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. Last Updated: 07/27/2016

From Insider to Fighting the Machine

MTKasyanov speaking at a rally in Moscow on Oct. 7, the anniversary of the murder of journalist Anna Politkovskaya.
Mikhail Kasyanov says he is the target of a vast, pro-Kremlin conspiracy to undermine his goal of shaking up an authoritarian political system. Alternatively, the former prime minister might just be the unluckiest presidential candidate on Earth.

The last meeting of Kasyanov's political movement, the Russian People's Democratic Union, was disrupted earlier this month when delegates were told that the venue, a trade-union hall in Tver, had been shut down for fire-safety reasons. Two weeks earlier, a similar gathering was forced to leave a cultural center in Ufa because of a telephone bomb threat. Delegates trooped over to a nearby hotel, and minutes later someone phoned in a bomb threat there, too.

Kasyanov's supporters say these incidents fit into a long-running pattern of harassment in which the former prime minister has been hounded by politically motivated investigations and rowdy protests by pro-Kremlin youth activists. Kasyanov's troubles date back to 2005, when he first hinted that he might run for president in 2008, they say.

"He made his announcement in February 2005 believing there was a basic level of cultural decency, a framework for civilized political discourse," said Oleg Buklemishev, a longtime aide who now heads the analytical department of Kasyanov's consulting company, MK_Analytica.

Mikhail Mikhailovich Kasyanov

Born: Dec. 8, 1957

Place of Birth: Solntsevo, Moscow region (now part of Moscow proper)

Education: Moscow Automobile and Road University (MADI), undergraduate degree in highway construction, 1983; higher economics training with State Planning Committee (Gosplan) and foreign language training with Soviet Foreign Trade Ministry.

Advantages: Strong name recognition and extensive government experience; liked in business community; seen as more handsome than other politicians.

Disadvantages: Perceived links to oligarchs and the Family; persistent rumors of corruption; hostility from the political establishment has purportedly led to a blackout in the national media and harassment by pro-Kremlin youth activists.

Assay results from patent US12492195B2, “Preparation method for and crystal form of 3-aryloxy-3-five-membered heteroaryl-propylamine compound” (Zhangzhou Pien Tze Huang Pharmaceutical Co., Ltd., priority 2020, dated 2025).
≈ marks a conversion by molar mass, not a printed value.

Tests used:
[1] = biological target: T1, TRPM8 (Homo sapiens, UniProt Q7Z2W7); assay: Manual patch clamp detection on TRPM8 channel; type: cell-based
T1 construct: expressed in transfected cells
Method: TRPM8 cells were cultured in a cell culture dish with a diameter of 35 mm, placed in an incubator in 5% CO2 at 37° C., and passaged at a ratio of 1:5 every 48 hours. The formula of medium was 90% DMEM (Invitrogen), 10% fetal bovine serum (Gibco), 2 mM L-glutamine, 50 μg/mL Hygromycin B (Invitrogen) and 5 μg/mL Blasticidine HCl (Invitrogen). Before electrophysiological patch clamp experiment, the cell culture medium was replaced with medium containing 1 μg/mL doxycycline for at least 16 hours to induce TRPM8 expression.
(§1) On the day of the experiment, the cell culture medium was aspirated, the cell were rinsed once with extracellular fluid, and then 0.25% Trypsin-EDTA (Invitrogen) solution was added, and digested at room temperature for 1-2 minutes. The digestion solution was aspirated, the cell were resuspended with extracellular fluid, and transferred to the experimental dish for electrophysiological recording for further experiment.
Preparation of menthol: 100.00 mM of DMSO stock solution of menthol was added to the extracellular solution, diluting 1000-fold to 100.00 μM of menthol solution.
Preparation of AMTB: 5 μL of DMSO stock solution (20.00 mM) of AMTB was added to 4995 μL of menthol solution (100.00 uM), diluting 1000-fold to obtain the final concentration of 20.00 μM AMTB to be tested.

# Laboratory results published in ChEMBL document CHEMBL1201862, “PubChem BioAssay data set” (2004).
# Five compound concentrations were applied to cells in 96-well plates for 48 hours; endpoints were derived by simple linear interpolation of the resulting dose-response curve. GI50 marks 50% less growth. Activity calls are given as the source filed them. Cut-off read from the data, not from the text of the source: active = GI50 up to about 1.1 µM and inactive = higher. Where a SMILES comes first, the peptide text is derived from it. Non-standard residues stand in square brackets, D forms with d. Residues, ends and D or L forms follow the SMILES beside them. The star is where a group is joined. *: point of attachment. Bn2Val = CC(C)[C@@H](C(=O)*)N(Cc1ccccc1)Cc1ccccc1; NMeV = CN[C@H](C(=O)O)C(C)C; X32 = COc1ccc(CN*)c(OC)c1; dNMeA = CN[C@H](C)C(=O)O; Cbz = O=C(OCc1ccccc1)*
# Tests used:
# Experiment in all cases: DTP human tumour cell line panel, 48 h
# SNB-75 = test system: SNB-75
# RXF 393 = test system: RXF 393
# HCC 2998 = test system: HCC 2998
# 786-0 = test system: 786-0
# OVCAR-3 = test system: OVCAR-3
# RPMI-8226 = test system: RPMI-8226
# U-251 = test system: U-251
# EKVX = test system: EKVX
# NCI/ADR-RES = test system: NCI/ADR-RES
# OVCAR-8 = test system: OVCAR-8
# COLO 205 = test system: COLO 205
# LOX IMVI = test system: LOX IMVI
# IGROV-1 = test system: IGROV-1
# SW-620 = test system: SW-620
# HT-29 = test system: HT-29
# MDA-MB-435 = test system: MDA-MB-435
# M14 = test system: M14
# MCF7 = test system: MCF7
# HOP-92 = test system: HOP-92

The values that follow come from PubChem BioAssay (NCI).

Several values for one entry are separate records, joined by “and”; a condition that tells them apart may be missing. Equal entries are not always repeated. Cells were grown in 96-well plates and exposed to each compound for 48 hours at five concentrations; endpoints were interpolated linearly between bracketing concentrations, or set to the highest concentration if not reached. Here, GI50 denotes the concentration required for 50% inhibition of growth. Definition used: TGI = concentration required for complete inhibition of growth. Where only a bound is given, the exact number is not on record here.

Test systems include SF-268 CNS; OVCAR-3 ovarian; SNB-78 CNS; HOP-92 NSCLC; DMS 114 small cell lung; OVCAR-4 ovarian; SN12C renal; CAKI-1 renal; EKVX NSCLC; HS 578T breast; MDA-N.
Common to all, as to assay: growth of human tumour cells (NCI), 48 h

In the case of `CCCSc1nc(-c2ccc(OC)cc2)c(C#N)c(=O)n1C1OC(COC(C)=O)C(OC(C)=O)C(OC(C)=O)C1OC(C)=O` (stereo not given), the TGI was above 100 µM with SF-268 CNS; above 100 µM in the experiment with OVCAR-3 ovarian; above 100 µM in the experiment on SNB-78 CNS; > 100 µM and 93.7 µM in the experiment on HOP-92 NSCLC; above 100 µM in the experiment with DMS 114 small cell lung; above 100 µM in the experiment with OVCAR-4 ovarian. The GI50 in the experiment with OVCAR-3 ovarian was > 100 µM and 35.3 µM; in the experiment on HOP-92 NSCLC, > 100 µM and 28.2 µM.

Notable Quotes: "I know a lot of businessmen and well-known entrepreneurs. But I don't have any concrete ties to any particular financial-industrial group. I maintain contacts with everybody. I meet with [Boris] Berezovsky very rarely -- perhaps once every six months." News conference, April 2000.

"Today we should all admit that we already live in a different country. The unification of democratic forces is no longer a question of political ambitions, it is a vital necessity for the country." Response to the nine-year prison sentence for former Yukos CEO Mikhail Khodorkovsky, reported by Interfax, May 2005.

"I have no doubts that the systematic, slanderous campaign aiming to discredit me, based on lies and misrepresenting the facts, is part of the authorities' general plan to purge the political landscape." Response to a criminal probe into his acquisition of a luxury villa, July 2005.

"I think it was a big surprise for him when this machine -- the propaganda machine, the law-enforcement machine, the machine of hooligan youth movements -- was turned against him with all of its strength," Buklemishev said.

In an e-mail interview, Kasyanov declined to discuss his personal feelings about the purported harassment campaign, instead noting how it reflected broader developments in Russia.

"Look around you," he said. "Just a few years ago, did anyone expect that there would be no independent media left in Russia? That authorities would be fighting 'non-native inhabitants'? That the main enemies would become Estonia and Georgia? That political killings and wars between the secret services would become customary?"

Kasyanov's allies say he has the name recognition and government experience needed to be a credible successor to President Vladimir Putin, whose second term ends in May. The Constitution limits presidents to two consecutive terms.

But Kasyanov's detractors argue that his presidential ambitions were always a long shot, and even some of his colleagues in the liberal camp seem uncomfortable with him.

The position Kasyanov finds himself in today is all the more remarkable given that he was once the ultimate insider. Just four years ago, he held the second-highest job in the government -- the same government he now spends much of his time criticizing.

Rising to the Top

Kasyanov was born Dec. 8, 1957, in the Moscow suburb of Solntsevo, which was then a separate town but has since been incorporated into Moscow proper. His mother was an economist in Glavmosstroi, the organization in charge of building housing in Moscow, and his father was the principal and a math teacher at a local school.

As a teenager Kasyanov liked cars and music, and he was even the drummer in a rock band for a few years, according the biography on his web site. "I grew up on the music of the Beatles, Deep Purple, Led Zeppelin and Pink Floyd," he writes.

In 1974, Kasyanov began his studies at the Moscow Automobile and Road Institute. When his father died two years later, he switched to the institute's night division and took a day job as a construction worker. He laid concrete for several months and was then drafted into the army, where he served in an honor guard, whose duties included greeting official delegations at airports.